Fraud reduction/fighting financial crime: AI applications are being used to monitor and assess the consumer’s online banking and other behavior. The deep learning algorithms can spot anomalies and raise flags for potential fraud, and due to the continuous monitoring there exists an evidence trail that can be used for pressing charges, making legal cases and convictions.
Digitization and Intelligent RPA (Robotic Process Automation): Contrary to popular perception, even the bank of today has millions of processes that are still manual/repetitive. AI is helping look at them from the top and provide insights on which of these can be digitized and automated. With RPA, we can see a radical slimming down of manual repetitive operations in banking within the next few years. Business Process Management platforms like Pega can automate processes up to micro-session level whereas banking platforms like BaNCS by Tata Consultancy Services are becoming full straight through processing (STP) platforms as well.
Payments, transactions and smart wallets: Smart Wallets in form of mobile apps or chatbots are transforming the way customers interact with banks. With the rise of Millennials, mobile apps like Apple Pay and Paypal Mobile payments have already become a success. AI powered chatbots are the flavor of the year, with conversational commerce becoming the next big thing, Banks are poised to implement these chatbots to offer better customer service and engagement to their customers. The chatbots will act as the personal banking assistant for the customers and will cognitively monitor a user’s financial habits to give highly personalized recommendations. “Pepper” the Robot is the world’s first humanoid robot with human emotions, developed by Softbank, one of Japan’s biggest telecommunications companies, in collaboration with Paris-based robotics experts.
User research: understanding user behavior: For AI use in understanding user behavior, finding heavy users of these products and observing them, either natively in their own environments via ethnographic research or by asking them to demonstrate how they use these products with a cognitive walkthrough, could be valuable. Conducting targeted focus groups interactions with these heavy users may also lead to insights, not only around where these products succeed and where they fail, but also the learnings on what is missing in these products when users want to use them for certain specific activities.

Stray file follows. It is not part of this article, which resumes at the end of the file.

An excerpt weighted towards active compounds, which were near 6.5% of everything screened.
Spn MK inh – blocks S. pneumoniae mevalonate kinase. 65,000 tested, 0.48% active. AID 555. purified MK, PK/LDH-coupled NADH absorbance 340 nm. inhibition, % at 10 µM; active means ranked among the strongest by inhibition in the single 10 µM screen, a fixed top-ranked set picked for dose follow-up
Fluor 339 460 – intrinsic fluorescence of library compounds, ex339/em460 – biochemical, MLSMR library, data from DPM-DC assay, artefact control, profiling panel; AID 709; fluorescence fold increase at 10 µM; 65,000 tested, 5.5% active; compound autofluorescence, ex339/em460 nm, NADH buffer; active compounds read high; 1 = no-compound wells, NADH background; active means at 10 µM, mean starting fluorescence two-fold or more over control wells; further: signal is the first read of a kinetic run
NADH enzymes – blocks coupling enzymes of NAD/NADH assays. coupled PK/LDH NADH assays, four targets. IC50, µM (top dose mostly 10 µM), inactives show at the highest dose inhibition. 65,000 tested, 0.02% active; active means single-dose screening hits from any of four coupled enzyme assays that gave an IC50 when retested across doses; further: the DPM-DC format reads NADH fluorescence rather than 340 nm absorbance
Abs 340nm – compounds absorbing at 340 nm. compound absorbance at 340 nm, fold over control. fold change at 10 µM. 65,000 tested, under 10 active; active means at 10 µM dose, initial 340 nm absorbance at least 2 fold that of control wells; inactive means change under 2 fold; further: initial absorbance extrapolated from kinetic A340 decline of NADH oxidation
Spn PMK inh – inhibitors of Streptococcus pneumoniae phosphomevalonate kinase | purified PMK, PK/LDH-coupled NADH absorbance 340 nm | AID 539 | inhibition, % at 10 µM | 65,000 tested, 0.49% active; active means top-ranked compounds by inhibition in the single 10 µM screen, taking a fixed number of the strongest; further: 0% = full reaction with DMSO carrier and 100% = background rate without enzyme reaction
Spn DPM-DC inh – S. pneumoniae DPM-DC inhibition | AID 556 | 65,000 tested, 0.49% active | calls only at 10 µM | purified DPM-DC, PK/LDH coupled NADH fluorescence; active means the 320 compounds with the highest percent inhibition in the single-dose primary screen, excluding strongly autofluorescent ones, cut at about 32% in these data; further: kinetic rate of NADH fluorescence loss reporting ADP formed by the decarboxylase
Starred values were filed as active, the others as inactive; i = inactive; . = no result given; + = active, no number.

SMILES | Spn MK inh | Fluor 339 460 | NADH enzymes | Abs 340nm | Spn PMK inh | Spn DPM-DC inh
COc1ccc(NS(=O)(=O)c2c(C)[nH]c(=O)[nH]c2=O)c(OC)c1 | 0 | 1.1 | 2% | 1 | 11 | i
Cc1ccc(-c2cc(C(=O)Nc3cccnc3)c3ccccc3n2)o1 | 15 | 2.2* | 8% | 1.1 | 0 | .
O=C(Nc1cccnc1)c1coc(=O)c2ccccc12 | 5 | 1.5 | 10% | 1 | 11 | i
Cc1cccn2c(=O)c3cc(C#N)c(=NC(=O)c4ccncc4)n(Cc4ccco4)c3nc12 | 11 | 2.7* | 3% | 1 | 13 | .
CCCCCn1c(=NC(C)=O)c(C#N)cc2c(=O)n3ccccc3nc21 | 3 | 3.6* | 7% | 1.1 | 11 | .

The pace of change in the retail banking sector powered by disruptive technologies is increasing and shows no sign of slowing. AI is definitely playing a key role in the digital transformation happening in the banking sector. Just like there is no perfect world and no perfect plan, AI in banking has also not attained the state of perfection. It is, however, on the right track where it will evolve and there will be no turning back. Soon Artificial Intelligence will no longer be artificial but naturally human in terms of thoughts and approach and it will take the retail banking functions to the next level in terms of customer experience and overall efficiency.
Dr. Sethuraman Janardhanan is the Practice Head & Client Partner — Big Data Analytics at Happiest Minds Technologies, managing strategic accounts in big data analytics space in North America. Janardhanan holds a Ph.D. in Systems from Indian Institute of Management, Kolkata focusing on Artificial Intelligence and Neural Networks. He is a regular speaker on Analytics and Strategy.